Running became popular in the 1970s, but back then, shoes weren’t as tech-heavy or as cushioned as they are now! They were minimalist and designed just to barely protect your feet, so runners ran with no support or cushioning underneath their feet.
In the 1970s, Nike broke the mold and created the Cortez, the first proper cushioned running shoe. From there, other brands started creating the same designs until almost all running shoes come with cushioning and support.
Somewhere along the way, minimalist and zero-drop running shoes came back into fashion. These are a throwback to the old days, and they’ve become quite popular.
But are they good for your feet? Can they improve your performance? How do they stack up against regular running shoes? That’s what we’re exploring in this article.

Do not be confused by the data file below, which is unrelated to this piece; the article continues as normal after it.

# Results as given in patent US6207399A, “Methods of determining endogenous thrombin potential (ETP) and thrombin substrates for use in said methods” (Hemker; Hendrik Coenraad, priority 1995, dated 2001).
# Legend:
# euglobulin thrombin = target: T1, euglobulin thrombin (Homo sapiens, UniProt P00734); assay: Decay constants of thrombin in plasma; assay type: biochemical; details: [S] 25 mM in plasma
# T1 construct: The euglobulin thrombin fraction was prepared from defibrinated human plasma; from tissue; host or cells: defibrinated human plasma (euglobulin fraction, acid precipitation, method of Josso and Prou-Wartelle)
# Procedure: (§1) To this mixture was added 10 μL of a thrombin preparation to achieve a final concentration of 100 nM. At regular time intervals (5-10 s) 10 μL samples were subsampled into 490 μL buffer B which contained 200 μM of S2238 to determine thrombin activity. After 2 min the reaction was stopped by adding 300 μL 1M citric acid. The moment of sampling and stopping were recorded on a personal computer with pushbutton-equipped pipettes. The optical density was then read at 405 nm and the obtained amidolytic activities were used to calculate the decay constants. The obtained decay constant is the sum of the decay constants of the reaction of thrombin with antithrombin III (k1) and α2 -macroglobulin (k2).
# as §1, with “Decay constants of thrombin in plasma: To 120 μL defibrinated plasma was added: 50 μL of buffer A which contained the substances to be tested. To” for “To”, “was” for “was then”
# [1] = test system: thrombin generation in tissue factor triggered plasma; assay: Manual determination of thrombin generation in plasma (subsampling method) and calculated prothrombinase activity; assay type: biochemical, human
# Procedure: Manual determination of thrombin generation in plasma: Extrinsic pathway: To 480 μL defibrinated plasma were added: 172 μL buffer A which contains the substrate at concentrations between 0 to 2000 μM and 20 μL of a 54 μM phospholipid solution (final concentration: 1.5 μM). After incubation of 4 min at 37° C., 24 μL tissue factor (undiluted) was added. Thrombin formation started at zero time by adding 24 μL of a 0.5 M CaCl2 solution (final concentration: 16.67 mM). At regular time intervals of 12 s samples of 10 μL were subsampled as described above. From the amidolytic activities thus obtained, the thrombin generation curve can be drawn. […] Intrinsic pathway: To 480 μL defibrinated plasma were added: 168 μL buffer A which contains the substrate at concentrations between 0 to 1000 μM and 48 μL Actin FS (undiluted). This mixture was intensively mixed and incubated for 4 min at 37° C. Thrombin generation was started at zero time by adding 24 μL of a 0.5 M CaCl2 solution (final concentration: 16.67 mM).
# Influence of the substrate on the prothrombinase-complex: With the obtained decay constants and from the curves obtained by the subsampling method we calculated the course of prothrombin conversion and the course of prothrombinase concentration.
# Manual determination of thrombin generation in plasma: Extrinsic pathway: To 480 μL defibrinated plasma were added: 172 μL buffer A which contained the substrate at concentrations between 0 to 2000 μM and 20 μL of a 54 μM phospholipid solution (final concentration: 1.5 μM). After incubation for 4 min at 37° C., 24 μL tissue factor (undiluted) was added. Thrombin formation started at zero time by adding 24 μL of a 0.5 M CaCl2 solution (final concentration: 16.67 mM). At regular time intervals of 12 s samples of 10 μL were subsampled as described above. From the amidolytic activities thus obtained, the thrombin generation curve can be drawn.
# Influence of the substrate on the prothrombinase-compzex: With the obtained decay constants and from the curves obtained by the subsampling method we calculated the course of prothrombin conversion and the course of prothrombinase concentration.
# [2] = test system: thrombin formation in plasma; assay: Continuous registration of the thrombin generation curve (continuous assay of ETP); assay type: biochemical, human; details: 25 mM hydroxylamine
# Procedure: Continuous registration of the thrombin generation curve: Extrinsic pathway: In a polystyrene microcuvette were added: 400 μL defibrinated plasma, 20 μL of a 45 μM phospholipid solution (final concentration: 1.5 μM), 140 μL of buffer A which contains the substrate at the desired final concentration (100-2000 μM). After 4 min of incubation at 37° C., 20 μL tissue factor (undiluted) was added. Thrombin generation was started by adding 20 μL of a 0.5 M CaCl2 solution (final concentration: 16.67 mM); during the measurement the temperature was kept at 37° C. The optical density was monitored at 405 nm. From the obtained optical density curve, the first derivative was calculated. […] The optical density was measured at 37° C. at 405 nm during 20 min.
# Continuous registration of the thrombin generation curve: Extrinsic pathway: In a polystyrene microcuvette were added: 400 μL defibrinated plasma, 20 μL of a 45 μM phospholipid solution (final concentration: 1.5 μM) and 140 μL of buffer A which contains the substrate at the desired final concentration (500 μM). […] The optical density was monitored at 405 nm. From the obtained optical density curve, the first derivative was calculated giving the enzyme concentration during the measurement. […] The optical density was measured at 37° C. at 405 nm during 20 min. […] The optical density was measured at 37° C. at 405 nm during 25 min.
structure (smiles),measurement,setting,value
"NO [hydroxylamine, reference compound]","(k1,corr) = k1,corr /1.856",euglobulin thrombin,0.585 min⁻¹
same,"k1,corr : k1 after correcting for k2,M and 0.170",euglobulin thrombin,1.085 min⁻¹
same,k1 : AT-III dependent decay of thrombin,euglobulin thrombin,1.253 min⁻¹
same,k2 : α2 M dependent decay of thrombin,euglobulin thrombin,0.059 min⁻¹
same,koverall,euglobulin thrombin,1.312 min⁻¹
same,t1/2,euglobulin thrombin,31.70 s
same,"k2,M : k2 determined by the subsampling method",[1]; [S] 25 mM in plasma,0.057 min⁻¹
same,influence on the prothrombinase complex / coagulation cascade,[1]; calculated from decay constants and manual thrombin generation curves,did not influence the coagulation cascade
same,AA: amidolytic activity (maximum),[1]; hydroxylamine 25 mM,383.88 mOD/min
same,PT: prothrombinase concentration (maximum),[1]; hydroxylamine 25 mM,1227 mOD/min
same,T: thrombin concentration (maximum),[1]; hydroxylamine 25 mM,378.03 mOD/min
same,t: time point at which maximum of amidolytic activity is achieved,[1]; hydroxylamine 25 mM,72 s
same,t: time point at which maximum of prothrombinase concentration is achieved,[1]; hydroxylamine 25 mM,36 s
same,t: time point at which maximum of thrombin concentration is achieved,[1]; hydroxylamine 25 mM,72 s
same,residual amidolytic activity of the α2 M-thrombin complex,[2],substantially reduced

What Is Heel-to-Toe Drop?
To understand zero-drop running shoes, it’s important to first know what a heel-to-toe drop is.
Regular running shoes usually have more cushioning in the heel and less in the forefoot. This means the height of the heel is higher than the forefoot, leading to your foot sitting at a slight downward angle when you’re wearing the shoe.
The heel-to-toe drop is the measured difference between the heel’s height and the forefoot’s height. For example, if the heel height is 30 mm and the height of the forefoot is 22 mm, the shoe has an 8 mm drop.
What Are Zero-Drop Running Shoes?
Zero-drop running shoes have no height difference between the heel and the forefoot. It doesn’t matter how much cushioning in the midsole; the heel and forefoot are at the same height.